Four hearts receives the top award, because this hand, containing eight probable winners, exactly meets the rule for preempting: within two tricks of the bid when vulnerable; within three tricks when not vulnerable. A pass ranks second, since you may get a clearer picture of your potential after someone else opens. One heart may wind up fooling partner and creates rebidding problems. Three hearts is an underbid that gets no credit. When you preempt, you should bid the full value of your hand.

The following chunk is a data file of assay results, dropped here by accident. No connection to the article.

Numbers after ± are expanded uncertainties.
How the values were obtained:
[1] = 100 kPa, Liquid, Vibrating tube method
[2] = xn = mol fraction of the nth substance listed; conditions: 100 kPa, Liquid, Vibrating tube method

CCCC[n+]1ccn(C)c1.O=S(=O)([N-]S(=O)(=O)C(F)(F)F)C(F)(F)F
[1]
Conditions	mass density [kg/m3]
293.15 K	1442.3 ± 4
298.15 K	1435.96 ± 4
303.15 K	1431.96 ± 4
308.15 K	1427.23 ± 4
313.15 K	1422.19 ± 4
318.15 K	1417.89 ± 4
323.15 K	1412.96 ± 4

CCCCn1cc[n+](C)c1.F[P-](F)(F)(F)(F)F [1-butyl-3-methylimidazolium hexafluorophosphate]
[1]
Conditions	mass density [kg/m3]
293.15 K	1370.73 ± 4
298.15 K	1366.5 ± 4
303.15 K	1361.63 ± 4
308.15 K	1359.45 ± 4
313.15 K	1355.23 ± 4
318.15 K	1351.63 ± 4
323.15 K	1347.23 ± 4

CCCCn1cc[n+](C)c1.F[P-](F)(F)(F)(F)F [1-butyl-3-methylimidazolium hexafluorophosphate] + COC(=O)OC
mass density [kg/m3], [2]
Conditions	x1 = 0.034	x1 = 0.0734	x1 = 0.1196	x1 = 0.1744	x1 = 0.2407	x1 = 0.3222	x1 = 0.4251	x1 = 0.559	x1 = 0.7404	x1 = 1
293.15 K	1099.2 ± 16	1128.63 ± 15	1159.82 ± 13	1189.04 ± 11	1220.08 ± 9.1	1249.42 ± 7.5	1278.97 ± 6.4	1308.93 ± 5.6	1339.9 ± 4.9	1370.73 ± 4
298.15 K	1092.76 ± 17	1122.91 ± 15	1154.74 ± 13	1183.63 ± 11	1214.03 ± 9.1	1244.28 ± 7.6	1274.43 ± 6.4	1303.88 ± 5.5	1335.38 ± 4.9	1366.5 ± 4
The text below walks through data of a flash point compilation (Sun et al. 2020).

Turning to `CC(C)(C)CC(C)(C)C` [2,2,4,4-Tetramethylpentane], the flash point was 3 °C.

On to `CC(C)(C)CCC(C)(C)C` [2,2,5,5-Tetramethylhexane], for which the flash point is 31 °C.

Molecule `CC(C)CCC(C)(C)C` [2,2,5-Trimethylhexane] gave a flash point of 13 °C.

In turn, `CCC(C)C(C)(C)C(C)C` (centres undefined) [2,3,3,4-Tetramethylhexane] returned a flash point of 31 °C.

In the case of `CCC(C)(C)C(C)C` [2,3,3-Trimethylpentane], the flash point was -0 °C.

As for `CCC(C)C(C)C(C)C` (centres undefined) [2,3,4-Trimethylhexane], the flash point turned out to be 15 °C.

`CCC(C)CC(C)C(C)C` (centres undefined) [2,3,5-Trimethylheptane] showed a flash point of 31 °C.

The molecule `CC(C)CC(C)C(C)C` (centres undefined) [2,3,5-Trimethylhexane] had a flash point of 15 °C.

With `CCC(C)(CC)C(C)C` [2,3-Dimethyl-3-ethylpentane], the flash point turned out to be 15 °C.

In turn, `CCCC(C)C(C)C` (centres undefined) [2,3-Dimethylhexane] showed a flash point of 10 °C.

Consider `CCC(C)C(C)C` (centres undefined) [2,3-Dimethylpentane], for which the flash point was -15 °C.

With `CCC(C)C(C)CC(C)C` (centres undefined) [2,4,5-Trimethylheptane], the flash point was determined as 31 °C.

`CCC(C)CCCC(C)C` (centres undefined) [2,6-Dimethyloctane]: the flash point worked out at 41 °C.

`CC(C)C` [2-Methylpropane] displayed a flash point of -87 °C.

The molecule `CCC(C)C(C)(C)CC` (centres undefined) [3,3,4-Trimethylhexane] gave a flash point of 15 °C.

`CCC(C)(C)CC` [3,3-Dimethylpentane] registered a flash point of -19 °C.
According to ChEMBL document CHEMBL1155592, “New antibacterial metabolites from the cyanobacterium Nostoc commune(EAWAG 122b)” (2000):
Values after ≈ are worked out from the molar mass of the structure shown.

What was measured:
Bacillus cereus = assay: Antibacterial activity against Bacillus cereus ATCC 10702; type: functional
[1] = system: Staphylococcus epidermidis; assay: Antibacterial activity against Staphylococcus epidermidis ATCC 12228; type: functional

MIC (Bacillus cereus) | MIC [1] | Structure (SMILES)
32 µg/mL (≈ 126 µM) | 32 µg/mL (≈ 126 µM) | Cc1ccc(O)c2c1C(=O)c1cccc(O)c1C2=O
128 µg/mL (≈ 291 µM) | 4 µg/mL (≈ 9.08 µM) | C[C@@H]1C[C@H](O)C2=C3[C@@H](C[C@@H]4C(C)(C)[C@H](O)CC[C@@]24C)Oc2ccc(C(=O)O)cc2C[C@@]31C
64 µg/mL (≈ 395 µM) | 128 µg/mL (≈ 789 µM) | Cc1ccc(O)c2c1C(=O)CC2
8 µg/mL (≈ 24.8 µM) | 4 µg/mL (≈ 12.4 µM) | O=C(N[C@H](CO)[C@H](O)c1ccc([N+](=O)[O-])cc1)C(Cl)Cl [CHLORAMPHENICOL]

If the opponents have the cards, a bid of three diamonds has preemptive value. Quantitatively, your hand may qualify for an opening bid of four diamonds, but when partner has not yet spoken you should not preempt in a minor suit at a level that rules out the possibility of playing in three no trump, unless you have an extreme freak. Therefore a pass receives a higher award; at your next turn you may be better able to judge the hand.